BP boss defends company against Obama's attack

The US President calls for those behind the Gulf of Mexico oil spill to take full responsibility

Tony Hayward, the beleaguered boss of BP, was fighting a rearguard action yesterday after furious criticism from the US President Barack Obama, who accused BP of trying to pass the buck over the Gulf of Mexico oil disaster.

The BP chief executive had claimed the spill – which could yet end up as the biggest in the history of offshore exploration – was "tiny" by comparison with the amount of water in the area. Yesterday he insisted that it will not stop deep water oil exploration "in the same way as Apollo 13 did not stop the space programme, nor have serious airline accidents from time to time stopped people flying".

His comments came after President Obama attacked the "ridiculous spectacle" of BP and other oil companies failing to take responsibility during recent congressional hearings into the disaster. Speaking on Friday, Mr Obama said: "I will not tolerate more finger-pointing or irresponsibility... there is enough responsibility to go around. And all parties should be willing to accept it."

The President vowed: "I'm not going to rest or be satisfied until the leak is stopped at the source, the oil in the Gulf is contained and cleaned up, and the people of the Gulf are able to go back to their lives and their livelihoods."

Mr Hayward is under a fierce attack from campaigners who say his days must be numbered. Speaking to The Independent on Sunday yesterday, John Sauven, executive director of Greenpeace, said: "His job is on the line. I've never seen the head of an international company come under such a sustained attack from the President of the United States. The buck stops with him and he can duck and weave as much as he wants, but he's not going to get away with it." Mr Hayward described the environmental catastrophe as a "transforming event" that would result in significant changes to the oil industry.

Thousands of barrels of oil a day have been gushing from a seabed well since the Deepwater Horizon drilling rig exploded on 20 April, killing 11 workers. With a relentless stream of into the sea from a broken pipe nearly a mile below the surface, the spill has now grown to cover some 3,650 square miles of ocean.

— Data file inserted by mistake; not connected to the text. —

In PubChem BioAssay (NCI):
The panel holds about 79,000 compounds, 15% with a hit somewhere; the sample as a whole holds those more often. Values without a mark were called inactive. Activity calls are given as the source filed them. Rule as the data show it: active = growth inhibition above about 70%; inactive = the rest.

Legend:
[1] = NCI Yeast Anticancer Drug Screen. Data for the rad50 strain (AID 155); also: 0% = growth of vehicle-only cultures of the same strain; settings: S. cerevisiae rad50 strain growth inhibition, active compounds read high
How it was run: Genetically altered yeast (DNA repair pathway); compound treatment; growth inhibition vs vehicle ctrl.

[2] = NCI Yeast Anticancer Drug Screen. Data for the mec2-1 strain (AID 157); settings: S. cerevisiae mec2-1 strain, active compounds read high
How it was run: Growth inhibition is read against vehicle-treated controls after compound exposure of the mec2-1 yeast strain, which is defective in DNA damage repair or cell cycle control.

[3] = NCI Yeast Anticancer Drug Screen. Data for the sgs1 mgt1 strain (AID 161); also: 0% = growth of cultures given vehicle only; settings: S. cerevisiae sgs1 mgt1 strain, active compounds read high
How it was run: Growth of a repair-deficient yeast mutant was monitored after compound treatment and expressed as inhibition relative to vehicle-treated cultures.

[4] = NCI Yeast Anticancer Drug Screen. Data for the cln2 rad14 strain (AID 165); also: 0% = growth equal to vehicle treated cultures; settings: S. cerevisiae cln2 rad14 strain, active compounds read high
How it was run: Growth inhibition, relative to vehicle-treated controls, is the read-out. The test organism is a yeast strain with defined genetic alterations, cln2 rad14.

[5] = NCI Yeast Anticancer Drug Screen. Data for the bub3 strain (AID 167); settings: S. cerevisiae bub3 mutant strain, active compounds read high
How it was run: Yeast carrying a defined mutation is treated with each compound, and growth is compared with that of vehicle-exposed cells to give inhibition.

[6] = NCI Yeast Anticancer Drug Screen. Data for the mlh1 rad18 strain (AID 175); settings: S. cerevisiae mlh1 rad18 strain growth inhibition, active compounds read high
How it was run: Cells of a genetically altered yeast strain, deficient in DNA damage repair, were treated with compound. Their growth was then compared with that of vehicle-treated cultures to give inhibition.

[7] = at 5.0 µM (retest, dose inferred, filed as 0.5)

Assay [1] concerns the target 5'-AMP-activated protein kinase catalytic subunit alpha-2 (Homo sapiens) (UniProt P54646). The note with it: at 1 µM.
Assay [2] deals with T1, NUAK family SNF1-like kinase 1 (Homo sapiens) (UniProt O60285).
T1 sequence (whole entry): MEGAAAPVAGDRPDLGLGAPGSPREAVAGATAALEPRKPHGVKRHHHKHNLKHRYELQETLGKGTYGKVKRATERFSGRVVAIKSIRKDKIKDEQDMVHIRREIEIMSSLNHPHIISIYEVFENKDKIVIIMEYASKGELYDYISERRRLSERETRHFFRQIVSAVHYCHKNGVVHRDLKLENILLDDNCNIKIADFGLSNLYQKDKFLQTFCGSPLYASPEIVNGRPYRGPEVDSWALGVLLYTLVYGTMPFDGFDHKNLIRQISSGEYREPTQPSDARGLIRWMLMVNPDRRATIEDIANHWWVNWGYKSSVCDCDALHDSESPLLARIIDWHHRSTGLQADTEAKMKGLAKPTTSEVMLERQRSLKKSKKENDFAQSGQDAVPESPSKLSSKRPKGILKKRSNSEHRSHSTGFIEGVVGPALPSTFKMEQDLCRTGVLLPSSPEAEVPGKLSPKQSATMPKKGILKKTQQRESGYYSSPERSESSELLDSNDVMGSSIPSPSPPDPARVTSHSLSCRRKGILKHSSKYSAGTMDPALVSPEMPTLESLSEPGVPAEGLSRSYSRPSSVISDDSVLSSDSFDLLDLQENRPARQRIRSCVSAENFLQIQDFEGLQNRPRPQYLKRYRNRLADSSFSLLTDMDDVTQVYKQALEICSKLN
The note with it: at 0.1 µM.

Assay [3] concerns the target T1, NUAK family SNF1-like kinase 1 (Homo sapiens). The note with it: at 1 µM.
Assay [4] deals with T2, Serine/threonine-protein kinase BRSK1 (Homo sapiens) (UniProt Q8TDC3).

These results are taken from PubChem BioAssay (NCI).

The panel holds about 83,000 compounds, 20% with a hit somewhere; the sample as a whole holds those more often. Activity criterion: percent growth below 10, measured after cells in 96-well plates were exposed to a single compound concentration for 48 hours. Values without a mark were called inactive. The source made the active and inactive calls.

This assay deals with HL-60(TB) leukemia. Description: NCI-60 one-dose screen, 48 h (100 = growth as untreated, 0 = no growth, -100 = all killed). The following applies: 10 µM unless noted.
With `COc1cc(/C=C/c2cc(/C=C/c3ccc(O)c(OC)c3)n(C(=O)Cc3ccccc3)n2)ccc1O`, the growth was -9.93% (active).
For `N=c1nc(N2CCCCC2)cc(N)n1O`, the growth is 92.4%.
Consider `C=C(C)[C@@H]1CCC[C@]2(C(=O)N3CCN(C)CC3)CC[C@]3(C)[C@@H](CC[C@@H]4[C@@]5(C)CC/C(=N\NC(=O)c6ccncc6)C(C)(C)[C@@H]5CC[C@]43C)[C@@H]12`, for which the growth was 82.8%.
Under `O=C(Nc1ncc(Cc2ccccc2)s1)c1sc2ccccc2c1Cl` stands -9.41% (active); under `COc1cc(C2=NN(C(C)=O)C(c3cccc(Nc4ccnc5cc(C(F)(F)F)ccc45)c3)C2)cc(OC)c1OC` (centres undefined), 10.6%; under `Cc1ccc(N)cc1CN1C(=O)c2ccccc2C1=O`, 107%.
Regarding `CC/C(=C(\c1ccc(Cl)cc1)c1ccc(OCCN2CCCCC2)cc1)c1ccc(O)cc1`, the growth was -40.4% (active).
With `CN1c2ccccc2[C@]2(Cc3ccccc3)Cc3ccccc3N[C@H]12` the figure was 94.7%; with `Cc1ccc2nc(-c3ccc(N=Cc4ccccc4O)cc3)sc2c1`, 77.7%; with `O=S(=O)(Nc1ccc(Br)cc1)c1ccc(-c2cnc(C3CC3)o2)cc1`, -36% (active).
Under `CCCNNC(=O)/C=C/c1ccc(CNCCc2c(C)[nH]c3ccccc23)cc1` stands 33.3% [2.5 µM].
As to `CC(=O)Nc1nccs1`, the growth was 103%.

BP technicians are racing against time in their latest efforts to stem the flow of oil, trying to use remote controlled robots to guide a mile-long tube into the breached well. If successful, this would allow them to funnel leaking oil up to a container vessel on the surface.

BP's chief executive admitted that there might be no immediate prospect of an end to the outflow, which has already resulted in estimates of between 210,000 gallons and 2.9 million gallons of oil a day escaping into waters off the US coastline. He said that, at best, the oil leak could be stopped in a week to 10 days, but that the worst case scenario was "more than that, and it's impossible to say how much more".

Mr Hayward did not mention that BP has given testimony to the US Congress that at worst, 60,000 barrels of oil a day could be lost, equivalent to a spill the size of the 1989 Exxon Valdez disaster every four days.

Responding to President Obama's condemnation of the "cosy relationship" between oil companies and regulators, he said: "The regulatory regime for the deep water offshore in the US is very rigorous – more rigorous than many other regimes – and the industry has had a very good track record."

He added that he had "no intention" of resigning, and said that no conclusions about responsibility for the disaster should be drawn until a formal investigation was completed.

Under fire

A British geologist who has been with BP for 28 years, Tony Hayward has tried to clean up a legacy of law suits arising from a major refinery fire in Texas and an oil spill in Alaska, since succeeding Lord Browne as chief executive in 2007. Here are some of the other controversies he has been embroiled in:

2007 Signalled his intention to abandon the "Beyond Petroleum" mantra of his predecessor in a speech at Stanford University in which he said too many people at BP were "trying to save the world".

2008 Called for the Arctic and other areas to be opened up for oil exploration.

2009 Came under fire from environmentalists over BP's membership of the American Petroleum Institute (API) – which lobbied against Barack Obama's energy and climate change bill.

2010 Said BP will press ahead with its controversial tar sands project in Canada, condemned as "dirty oil" by environmentalists that claim it produces far more greenhouse gases than normal oil extraction, and results in large amounts of toxic waste.